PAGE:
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About a ago I took the now traditional RDF-newbie step of getting het-up about HTTP-14.

Anyhow, I’m older and wiser (or at least more tired). One thing that did stick with me from the above-linked ramble is that it would be really useful to have a neat and simple way to refer to the topic of a page. Many normal humans don’t get data issues like URIs, unique-primary keys and jokes about “This is not a pipe.”. I’m interested in ways to enable stuff for the 99% of web users who are not data nerds.

Part of the thinking on this was a good friend who suggested that we should just give up on distinguishing between URI and document URL and let common sense figure out what we’re talking about. I kicked around some really dumb ideas of extending the URI scheme in some way to do this. Today I hit on a much much more simple solution.

Here’s the URI for a music video I like:

of the species Womp Rat, which doesn’t rate a page to itself in wikipedia so doesn’t get a dbpediaURI:


and more usefully, the SVG tutorial at the 2002 WWW Conference. This one actually indicates the primary topic of a fragment of a document. That works fine.

OK. You can mint your own URIs, but this means less URI proliferation than each service minting URIs they don’t really need to be resolved to their own triples. I reckon this will work very nicely with

My anticipation is that it’s useful to ask people for data about, say, an event or organisation by asking for the URL of the thing and then using this to construct a URI. If someone else is building data using the same system then your data links. Which is what we’re about, right?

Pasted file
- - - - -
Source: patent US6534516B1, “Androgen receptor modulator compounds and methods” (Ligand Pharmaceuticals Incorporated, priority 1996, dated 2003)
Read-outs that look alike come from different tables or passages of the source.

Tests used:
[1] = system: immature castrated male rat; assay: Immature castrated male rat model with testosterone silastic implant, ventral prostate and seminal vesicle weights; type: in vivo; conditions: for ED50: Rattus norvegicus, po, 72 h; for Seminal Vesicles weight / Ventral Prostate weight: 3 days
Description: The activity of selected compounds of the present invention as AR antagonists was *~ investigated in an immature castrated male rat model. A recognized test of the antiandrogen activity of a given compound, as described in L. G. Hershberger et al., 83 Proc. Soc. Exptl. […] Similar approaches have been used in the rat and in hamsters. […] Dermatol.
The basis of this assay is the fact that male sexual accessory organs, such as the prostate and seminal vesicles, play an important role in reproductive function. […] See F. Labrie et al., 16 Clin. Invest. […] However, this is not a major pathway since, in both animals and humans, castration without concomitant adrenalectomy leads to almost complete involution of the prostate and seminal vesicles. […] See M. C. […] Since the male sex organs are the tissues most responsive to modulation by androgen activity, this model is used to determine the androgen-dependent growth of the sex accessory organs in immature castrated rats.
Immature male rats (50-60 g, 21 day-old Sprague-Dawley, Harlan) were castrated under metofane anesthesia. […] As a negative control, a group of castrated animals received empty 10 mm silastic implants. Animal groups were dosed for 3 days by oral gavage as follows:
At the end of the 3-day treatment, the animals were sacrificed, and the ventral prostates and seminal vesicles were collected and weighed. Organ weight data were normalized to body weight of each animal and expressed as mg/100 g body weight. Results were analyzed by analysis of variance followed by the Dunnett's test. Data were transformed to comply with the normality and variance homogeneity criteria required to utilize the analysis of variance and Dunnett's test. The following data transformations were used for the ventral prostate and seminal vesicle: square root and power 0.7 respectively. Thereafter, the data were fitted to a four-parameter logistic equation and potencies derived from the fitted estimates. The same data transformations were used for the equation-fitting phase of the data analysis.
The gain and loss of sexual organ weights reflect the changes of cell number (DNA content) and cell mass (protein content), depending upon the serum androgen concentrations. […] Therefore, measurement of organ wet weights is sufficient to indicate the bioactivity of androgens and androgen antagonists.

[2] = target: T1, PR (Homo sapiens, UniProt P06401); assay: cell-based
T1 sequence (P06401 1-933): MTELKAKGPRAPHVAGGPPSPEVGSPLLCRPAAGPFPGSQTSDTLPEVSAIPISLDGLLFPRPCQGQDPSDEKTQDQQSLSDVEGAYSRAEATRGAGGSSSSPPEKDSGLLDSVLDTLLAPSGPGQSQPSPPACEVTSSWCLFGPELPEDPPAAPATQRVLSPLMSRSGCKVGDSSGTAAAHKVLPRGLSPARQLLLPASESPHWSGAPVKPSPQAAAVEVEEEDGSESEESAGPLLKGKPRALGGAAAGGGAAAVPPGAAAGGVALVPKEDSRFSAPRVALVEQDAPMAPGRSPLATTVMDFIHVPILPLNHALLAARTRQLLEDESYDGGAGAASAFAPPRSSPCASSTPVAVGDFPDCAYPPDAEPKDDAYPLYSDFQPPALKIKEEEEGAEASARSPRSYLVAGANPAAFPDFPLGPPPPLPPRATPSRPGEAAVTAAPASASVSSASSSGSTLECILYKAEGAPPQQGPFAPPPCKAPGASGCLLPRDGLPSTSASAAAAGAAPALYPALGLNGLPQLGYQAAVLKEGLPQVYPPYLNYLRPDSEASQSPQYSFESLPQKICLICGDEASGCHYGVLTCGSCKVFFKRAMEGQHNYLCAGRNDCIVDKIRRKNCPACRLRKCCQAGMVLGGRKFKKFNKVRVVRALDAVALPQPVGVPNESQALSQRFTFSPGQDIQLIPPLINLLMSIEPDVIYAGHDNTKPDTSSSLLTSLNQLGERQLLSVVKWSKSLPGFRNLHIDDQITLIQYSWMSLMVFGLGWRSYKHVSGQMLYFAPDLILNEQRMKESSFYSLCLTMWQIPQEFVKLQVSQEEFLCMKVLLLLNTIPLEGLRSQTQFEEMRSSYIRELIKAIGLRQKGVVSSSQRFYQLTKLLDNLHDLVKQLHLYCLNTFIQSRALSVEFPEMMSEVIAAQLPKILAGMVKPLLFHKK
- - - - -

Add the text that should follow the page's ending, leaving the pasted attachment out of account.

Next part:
Suggestions very welcome. I’ve kept this dead simple for now as it doesn’t need to be comlicated. To save everyone license headaches I’ve made the whole thing CC0.

Posted in RDF.

2 Responses

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  1. Dave Dupplaw says

    It’s a great idea. The only thing that would really annoy me to use it is the nasty looking URIs. If I was hand-coding something somewhere along the line, the last thing I’d want to write is all that URL encoded nonsense. I know there’s the tool at the website but it’s still a hassle. If there was an extension that allowed ‘nice’ URIs (e.g. that redirected or something, it’s be great. Still a good idea, though.

  2. Christopher Gutteridge says

    It also turns out the idea isn’t new, and was set up at but nobody seems to use it or know about it.

    If you want to make a tinyURI service, be my guest, I’ll happily set it up if you code it, but it doesn’t solve any problem I currently have. 🙂

    For me it defeats the point which is letting 2 people mint the same URI seredipitusly and skipping a sameAs step.

    I was thinking that for certain well known sites, it could add a sameAs to the more commonly used URI. eg. twitter->semanticTweet, wikipedia->dbpedia etc.

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